ORANGE COUNTY, Fla. — Abnormally warm temperatures and blooming flowers have caused an early start to swarm season -- a time of year when bees reproduce and search for places to build new hives.
Dennis Langlois, a bee removal expert, said swarming has begun two to three weeks early this year.
On Tuesday, Langlois said he removed an estimated 20,000 bees from the wall of a home in Orange County's Union Park neighborhood.
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"It was really scary," homeowner Theresa Lovaglio said. "I came out and saw a colony of bees."
Langlois said he saw bees flying in out of a hole in the wall, a telltale sign of nesting.
To collect the bees, he said he uses a bee smoker, which emits a calming smoke, and a bee vacuum, which sends the bees into a wire-mesh cage.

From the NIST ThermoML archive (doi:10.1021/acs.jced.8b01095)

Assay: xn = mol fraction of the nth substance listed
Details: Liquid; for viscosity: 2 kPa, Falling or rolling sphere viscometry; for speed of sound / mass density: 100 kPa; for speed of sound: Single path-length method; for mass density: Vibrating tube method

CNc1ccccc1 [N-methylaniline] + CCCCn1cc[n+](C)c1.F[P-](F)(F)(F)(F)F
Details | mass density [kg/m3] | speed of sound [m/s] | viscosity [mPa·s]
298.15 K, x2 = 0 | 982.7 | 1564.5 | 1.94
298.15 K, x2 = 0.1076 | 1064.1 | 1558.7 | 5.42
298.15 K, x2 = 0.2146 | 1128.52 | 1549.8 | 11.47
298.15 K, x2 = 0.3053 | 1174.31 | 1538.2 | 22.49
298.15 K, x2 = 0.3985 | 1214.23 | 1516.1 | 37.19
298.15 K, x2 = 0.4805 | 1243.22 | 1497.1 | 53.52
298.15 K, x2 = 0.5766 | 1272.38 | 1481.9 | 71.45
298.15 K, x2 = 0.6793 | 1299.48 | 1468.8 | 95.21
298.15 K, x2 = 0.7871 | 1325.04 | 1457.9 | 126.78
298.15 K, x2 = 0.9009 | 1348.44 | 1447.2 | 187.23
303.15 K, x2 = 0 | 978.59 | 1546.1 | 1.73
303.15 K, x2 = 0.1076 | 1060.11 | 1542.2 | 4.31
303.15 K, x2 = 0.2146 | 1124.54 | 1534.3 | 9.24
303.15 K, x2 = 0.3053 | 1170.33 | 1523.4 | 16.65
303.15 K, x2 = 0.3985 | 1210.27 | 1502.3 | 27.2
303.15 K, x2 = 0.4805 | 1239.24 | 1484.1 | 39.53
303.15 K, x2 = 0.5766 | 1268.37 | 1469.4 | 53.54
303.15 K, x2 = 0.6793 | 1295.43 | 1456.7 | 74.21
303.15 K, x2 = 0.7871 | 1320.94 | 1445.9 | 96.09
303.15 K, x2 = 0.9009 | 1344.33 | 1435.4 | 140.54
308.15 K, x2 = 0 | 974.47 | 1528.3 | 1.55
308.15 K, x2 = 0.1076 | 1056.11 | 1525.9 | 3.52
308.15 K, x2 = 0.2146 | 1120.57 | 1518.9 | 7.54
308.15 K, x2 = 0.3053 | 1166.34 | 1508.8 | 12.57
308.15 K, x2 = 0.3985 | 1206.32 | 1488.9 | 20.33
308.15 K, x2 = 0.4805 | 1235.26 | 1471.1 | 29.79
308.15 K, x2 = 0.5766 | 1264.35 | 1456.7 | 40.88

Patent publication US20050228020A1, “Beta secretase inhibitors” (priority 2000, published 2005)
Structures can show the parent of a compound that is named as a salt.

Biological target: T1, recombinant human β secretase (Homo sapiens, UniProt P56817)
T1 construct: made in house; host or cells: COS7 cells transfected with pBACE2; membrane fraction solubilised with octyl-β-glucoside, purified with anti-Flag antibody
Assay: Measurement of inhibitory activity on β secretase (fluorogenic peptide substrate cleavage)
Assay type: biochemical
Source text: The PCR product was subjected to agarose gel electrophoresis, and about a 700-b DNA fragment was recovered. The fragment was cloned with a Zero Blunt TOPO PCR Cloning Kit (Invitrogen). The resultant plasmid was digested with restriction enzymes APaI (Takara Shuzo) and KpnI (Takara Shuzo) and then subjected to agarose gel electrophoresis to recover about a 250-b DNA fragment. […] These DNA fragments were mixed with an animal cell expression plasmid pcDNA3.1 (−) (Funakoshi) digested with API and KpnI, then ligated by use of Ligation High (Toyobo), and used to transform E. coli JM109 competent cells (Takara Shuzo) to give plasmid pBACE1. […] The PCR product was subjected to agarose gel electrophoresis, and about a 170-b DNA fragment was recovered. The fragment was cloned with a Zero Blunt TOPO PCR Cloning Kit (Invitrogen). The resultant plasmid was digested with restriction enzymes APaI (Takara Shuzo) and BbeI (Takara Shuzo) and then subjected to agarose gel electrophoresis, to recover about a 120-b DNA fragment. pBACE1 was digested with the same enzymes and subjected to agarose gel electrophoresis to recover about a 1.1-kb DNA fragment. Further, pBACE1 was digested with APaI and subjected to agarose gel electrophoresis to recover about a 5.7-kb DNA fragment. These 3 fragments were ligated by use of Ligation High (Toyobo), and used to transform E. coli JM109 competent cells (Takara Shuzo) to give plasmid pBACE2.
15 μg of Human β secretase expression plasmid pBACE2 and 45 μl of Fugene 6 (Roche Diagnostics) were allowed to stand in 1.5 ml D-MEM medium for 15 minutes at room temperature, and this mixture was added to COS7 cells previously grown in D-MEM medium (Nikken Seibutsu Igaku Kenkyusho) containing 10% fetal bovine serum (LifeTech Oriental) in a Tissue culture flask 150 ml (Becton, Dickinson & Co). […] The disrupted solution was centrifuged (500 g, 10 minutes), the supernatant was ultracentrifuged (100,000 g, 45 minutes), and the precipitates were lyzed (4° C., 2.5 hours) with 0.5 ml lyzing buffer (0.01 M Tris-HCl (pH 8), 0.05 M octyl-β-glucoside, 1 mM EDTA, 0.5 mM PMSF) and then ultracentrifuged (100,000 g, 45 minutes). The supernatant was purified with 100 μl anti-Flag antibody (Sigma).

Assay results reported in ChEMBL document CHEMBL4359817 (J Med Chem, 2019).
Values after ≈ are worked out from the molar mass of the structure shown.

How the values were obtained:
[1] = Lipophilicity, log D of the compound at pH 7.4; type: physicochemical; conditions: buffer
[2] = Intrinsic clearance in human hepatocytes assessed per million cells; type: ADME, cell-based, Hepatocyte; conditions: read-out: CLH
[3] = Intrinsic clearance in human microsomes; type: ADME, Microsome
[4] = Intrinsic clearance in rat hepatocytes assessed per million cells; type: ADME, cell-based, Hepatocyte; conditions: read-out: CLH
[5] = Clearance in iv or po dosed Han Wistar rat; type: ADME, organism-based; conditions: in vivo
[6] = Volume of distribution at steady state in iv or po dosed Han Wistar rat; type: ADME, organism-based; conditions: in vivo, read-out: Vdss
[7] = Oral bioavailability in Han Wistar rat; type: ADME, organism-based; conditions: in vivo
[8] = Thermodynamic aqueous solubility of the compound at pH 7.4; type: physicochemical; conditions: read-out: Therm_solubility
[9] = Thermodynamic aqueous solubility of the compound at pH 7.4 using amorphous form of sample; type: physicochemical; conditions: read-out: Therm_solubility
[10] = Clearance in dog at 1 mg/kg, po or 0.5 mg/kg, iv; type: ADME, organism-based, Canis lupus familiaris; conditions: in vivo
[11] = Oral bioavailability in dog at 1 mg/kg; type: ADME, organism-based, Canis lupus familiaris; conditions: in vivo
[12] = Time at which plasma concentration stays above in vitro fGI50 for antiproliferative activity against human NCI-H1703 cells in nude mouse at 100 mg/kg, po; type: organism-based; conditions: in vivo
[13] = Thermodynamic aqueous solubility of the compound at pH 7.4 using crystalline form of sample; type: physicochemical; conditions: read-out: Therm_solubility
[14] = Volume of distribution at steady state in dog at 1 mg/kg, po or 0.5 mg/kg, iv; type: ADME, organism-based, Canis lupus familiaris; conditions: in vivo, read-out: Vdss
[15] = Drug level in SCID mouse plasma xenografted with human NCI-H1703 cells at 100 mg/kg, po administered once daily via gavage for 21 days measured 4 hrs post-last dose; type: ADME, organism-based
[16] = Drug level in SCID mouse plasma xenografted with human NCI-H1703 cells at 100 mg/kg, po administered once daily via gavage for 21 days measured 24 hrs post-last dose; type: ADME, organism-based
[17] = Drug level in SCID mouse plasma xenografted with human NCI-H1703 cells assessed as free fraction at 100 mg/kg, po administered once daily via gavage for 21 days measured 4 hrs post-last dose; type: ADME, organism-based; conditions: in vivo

Langlois said he does not wear a protective suit because of Florida's dangerous heat.
He said he placed the honeycombs into a box after removing the bees.
"It can invite other pests," Langlois said. "Beetles and ants and roaches and other pests will come in and try to consume the honey ... More importantly, (the honeycombs will attract) bees down the road, because it smells like honey."
He said he will take the bees to an apiary in Oviedo.
"I do want them safe, but not near me," Lovaglio said.
Bees can swarm in urban and rural areas whenever the weather is above 40 degrees and there is no rain.
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